Any relation satisfying the three properties above is called an equivalence relation. Equality and parallelness are both equivalence relations, and polygon similarity is also an equivalence relation. It is worth noting, though, that equality is stronger than a mere equivalence relation. The distinguishing feature of equality which separates it from all other equivalence relation is that of substitutability. If two quantities are equal, all the same sentences must be true about those numbers. If 11 is prime then, since 11 = 9+2, we must also be justified in saying 9+2 is prime. Substitutability does not hold for parallel lines. Line m may be parallel to n but a distance of 10 units away from it. If substitutability held we would be able to infer that line n is also 10 units away from n. Since that’s ridiculous, we see that parallelness does not permit of substitution.

But the use of a symbol for equality was not practiced even by startlingly modern European mathematicians such as Fermat. In some way I find this inspiring—Math really just is what we could express in many more words in regular English. Math is not categorically different reasoning from other kinds of reasoning, the symbols merely compact a very large amount of information and abstraction.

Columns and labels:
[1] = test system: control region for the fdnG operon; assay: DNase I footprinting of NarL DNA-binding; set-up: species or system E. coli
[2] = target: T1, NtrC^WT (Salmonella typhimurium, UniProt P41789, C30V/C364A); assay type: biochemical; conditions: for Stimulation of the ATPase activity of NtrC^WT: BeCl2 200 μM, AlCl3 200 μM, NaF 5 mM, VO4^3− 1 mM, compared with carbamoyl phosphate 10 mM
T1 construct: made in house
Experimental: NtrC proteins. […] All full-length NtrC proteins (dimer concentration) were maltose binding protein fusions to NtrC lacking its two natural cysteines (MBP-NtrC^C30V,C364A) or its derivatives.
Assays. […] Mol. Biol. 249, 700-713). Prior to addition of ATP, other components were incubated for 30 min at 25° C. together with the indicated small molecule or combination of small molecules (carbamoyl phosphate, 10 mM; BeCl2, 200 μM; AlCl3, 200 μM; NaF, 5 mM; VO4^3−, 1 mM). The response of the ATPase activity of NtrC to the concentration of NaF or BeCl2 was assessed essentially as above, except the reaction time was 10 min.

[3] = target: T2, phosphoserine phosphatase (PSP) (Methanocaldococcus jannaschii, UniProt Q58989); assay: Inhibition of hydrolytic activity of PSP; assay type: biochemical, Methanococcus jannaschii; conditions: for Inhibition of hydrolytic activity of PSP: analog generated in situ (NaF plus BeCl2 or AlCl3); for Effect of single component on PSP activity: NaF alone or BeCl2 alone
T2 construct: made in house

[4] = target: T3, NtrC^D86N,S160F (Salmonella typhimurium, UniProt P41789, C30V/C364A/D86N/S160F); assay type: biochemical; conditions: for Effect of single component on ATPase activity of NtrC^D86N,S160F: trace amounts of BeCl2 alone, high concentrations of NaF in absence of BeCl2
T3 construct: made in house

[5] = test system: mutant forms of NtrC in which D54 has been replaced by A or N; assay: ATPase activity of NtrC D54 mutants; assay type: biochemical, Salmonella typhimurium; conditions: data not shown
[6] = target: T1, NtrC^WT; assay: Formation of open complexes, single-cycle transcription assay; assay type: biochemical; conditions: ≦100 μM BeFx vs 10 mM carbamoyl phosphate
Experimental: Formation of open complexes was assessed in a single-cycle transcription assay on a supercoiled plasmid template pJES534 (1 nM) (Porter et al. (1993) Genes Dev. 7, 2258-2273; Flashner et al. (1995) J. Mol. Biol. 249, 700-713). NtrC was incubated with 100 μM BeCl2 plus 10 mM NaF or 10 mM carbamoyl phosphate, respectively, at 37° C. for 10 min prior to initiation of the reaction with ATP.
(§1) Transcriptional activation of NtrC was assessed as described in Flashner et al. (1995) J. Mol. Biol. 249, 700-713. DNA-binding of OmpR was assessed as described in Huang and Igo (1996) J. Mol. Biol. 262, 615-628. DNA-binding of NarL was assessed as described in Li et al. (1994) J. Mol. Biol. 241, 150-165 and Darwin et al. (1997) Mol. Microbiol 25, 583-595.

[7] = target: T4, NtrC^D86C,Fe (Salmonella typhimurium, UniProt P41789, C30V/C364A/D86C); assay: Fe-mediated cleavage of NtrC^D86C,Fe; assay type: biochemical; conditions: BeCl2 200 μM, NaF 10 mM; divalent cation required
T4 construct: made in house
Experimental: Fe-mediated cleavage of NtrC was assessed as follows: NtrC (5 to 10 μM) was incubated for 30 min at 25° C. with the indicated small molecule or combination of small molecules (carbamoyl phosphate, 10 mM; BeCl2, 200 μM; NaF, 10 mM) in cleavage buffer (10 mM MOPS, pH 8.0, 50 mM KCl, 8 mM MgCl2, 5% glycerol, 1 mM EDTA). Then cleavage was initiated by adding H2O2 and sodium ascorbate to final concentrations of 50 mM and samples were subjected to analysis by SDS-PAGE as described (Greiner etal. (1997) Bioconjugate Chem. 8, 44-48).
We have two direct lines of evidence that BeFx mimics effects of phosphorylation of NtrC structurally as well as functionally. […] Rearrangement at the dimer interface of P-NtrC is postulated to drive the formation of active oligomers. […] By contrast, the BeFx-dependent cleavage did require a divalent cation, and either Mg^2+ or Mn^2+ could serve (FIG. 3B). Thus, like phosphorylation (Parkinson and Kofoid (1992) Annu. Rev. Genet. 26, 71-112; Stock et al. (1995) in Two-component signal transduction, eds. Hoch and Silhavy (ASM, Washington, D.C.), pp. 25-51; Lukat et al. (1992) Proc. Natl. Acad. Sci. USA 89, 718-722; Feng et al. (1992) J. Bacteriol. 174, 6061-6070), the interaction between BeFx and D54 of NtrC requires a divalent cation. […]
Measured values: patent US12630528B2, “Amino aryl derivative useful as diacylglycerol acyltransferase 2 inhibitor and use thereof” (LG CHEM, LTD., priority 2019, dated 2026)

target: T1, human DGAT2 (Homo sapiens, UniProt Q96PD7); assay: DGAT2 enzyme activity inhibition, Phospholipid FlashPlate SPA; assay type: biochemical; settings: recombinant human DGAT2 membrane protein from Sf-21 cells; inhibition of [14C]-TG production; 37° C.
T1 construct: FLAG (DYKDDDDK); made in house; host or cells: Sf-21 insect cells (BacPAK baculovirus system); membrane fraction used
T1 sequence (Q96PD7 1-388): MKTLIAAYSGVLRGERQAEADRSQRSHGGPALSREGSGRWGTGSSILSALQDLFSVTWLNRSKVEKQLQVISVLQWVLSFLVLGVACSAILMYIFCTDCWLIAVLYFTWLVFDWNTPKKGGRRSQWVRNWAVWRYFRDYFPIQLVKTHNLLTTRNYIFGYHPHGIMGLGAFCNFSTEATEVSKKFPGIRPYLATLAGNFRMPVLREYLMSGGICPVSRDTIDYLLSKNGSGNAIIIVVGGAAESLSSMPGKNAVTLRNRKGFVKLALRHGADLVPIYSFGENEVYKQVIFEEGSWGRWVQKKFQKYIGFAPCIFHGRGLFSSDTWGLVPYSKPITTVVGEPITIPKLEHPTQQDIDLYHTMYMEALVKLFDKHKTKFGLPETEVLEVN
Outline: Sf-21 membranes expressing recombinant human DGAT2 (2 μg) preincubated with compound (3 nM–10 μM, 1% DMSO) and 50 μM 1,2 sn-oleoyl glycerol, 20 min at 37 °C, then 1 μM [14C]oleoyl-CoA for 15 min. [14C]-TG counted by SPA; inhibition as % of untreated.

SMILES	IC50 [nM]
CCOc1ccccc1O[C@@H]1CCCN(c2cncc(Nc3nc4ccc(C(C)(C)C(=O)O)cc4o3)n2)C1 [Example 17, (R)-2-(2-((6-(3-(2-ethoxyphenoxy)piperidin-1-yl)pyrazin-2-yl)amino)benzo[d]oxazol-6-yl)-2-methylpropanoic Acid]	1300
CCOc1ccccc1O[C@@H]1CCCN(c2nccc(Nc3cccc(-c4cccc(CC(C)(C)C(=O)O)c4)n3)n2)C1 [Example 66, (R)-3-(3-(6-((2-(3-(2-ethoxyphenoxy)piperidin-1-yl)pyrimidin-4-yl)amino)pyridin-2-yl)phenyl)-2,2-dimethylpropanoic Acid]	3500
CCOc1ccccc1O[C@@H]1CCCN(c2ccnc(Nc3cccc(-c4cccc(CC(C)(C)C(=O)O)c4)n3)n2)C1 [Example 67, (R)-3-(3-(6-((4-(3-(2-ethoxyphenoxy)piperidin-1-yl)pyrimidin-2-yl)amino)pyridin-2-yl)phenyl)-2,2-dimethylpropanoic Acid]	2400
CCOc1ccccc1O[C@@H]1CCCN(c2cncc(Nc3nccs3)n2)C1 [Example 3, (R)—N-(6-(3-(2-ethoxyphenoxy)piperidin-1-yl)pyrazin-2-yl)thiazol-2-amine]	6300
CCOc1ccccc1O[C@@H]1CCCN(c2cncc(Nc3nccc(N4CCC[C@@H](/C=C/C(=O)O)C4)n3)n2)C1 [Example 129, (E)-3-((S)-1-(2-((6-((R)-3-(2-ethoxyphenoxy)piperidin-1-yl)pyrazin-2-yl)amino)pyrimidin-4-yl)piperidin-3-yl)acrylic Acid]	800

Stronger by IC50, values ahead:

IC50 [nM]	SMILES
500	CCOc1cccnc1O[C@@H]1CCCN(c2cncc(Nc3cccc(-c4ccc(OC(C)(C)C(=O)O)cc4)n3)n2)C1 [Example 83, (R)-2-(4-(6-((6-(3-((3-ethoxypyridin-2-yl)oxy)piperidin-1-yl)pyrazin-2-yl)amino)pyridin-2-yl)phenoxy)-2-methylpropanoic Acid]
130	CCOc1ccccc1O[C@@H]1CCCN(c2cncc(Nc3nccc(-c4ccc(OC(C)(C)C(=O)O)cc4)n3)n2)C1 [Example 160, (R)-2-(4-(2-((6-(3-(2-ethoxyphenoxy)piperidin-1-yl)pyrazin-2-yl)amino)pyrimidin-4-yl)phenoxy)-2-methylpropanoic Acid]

The End

I read a lot of history, and lately that’s been a lot of prehistory. You know, stuff that existed before writing, since academics officially regard history as analysis of text. What I’m now reading isn’t exactly that, it’s The Knowledge. It’s a literal manual for rebuilding the world after a futuristic collapse. In a way it’s the opposite direction to what I’ve been studying: Off in the future. But just like every post-apocalyptic story, part of the fun and the point is to see regress to our primitive state. The past and the future intersect.